Remembering Max Roach

By Ronald Court

One of the greatest drummer-musicians of all time died last week in Manhattan. He was remembered for his contribution, not only to the world of music, but also for a militant expression during the Civil Rights Movement.

At a Miles Davis/Gil Evans concert at Carnegie Hall in 1961, Max, who felt Miles was “too centered” on civil-rights, staged a one-man protest by marching to the edge of the stage holding a “Freedom Now” placard.

Max & Miles. Their instruments and music reflected very different natures. Miles’ trumpet is a one-note-at-a-time, front of the crowd instrument. Yet Miles’ classic, “Kind of Blue” exposed a sure, slow patient side to Miles’ nature. Drums, on the other hand, are to an untrained ear, background, loud and fast. Yet Max’s break-through playing exhibits a mastery of complex riffs and timing, sometimes impatient yet always in control of the pulse.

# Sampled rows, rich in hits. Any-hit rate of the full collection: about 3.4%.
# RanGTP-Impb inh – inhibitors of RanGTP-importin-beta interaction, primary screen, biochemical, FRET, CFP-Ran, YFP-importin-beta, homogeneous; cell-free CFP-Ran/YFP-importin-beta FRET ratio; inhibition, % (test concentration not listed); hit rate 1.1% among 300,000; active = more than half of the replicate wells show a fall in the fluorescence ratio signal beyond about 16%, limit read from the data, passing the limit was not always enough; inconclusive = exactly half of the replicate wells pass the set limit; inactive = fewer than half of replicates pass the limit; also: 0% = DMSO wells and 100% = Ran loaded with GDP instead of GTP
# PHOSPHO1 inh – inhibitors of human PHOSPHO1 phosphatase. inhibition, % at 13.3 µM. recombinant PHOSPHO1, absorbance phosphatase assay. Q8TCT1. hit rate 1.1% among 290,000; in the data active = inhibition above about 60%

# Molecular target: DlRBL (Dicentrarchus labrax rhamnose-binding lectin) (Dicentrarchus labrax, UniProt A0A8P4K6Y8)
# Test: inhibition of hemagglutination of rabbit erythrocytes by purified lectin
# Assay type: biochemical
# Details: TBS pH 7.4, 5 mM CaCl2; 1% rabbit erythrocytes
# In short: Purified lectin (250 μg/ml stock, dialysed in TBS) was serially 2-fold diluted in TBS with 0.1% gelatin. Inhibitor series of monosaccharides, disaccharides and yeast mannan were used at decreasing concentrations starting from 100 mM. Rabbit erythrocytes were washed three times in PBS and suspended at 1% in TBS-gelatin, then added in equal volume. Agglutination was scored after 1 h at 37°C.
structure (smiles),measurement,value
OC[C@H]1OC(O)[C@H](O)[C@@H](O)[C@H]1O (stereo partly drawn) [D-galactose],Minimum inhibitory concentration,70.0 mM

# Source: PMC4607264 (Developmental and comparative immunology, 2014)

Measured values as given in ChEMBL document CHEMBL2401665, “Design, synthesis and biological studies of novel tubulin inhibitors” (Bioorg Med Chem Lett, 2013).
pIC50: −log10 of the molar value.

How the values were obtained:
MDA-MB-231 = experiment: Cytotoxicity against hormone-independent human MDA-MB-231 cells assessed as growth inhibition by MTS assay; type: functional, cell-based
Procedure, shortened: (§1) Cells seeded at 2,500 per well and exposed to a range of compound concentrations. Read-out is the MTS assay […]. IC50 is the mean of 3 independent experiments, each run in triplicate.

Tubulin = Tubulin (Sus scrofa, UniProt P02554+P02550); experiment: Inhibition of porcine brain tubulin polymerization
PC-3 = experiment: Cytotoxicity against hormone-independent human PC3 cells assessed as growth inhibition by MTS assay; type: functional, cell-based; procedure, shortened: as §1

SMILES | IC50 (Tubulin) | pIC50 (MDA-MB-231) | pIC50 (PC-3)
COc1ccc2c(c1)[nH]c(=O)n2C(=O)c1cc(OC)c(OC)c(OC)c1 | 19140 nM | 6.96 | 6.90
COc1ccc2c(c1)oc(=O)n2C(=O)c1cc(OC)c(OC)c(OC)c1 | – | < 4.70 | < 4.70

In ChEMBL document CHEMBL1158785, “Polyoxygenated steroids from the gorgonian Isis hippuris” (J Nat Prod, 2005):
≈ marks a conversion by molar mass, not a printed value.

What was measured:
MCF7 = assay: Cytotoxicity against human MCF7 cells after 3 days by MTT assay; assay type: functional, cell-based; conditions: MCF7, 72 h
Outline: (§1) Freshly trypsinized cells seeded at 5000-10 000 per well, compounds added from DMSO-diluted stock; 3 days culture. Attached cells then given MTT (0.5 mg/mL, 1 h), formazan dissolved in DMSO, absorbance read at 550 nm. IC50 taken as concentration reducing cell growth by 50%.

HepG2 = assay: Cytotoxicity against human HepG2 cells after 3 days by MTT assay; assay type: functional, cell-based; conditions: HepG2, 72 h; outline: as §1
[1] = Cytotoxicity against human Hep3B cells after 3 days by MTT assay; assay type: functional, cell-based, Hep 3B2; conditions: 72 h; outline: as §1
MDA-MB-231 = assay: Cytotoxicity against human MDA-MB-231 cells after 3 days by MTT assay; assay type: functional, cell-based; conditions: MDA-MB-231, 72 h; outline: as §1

Consider two people striving to reach the same destination. One is by nature, more patient, forgiving and aware that hard work…and time… is required to secure the help of others in order to assure a safer, more secure route to the destination. The other is rather impatient and unwilling to let go of lingering anger or resentment “issues.” For him, to criticise, complain and control is quicker and more satisfying than attempting to change hearts and minds.

Which approach is quicker, longer lasting, with fewer ill side-effects?
BTW at Carnegie Hall
Ask any shrink.
Just as we admire Max Roach for his God-given talent and skill, let us also honor Booker T. for his patient, forgiving nature. After all, 55 years earler, Booker T. paved the way for Miles and Max’s appearance at Carnegie Hall by himself being featured on that very stage in 1906.
(Note: that’s Sam Clemens [Mark Twain] seated behind BTW.)

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